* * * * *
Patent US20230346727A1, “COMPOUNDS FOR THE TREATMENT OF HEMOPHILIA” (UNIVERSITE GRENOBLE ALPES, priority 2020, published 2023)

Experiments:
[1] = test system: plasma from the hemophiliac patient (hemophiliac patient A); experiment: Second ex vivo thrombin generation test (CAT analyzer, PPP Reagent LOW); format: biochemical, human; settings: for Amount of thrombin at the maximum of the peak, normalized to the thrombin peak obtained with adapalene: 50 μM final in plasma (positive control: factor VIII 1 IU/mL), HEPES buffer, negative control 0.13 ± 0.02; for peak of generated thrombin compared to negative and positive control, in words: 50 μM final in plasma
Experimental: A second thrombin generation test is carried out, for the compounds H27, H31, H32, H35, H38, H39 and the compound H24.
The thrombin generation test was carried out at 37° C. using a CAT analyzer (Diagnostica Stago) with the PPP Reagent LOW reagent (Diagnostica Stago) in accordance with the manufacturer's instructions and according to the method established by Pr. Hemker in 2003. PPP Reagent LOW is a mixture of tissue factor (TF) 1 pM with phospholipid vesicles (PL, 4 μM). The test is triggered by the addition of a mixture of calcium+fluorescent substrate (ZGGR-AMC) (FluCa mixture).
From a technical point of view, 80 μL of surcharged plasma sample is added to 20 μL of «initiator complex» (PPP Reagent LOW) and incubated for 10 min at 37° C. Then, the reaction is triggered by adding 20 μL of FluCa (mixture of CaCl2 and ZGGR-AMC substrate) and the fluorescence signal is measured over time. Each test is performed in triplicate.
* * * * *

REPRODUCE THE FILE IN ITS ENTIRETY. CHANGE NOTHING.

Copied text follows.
Patent US20230346727A1, “COMPOUNDS FOR THE TREATMENT OF HEMOPHILIA” (UNIVERSITE GRENOBLE ALPES, priority 2020, published 2023)

Experiments:
[1] = test system: plasma from the hemophiliac patient (hemophiliac patient A); experiment: Second ex vivo thrombin generation test (CAT analyzer, PPP Reagent LOW); format: biochemical, human; settings: for Amount of thrombin at the maximum of the peak, normalized to the thrombin peak obtained with adapalene: 50 μM final in plasma (positive control: factor VIII 1 IU/mL), HEPES buffer, negative control 0.13 ± 0.02; for peak of generated thrombin compared to negative and positive control, in words: 50 μM final in plasma
Experimental: A second thrombin generation test is carried out, for the compounds H27, H31, H32, H35, H38, H39 and the compound H24.
The thrombin generation test was carried out at 37° C. using a CAT analyzer (Diagnostica Stago) with the PPP Reagent LOW reagent (Diagnostica Stago) in accordance with the manufacturer's instructions and according to the method established by Pr. Hemker in 2003. PPP Reagent LOW is a mixture of tissue factor (TF) 1 pM with phospholipid vesicles (PL, 4 μM). The test is triggered by the addition of a mixture of calcium+fluorescent substrate (ZGGR-AMC) (FluCa mixture).
From a technical point of view, 80 μL of surcharged plasma sample is added to 20 μL of «initiator complex» (PPP Reagent LOW) and incubated for 10 min at 37° C. Then, the reaction is triggered by adding 20 μL of FluCa (mixture of CaCl2 and ZGGR-AMC substrate) and the fluorescence signal is measured over time. Each test is performed in triplicate.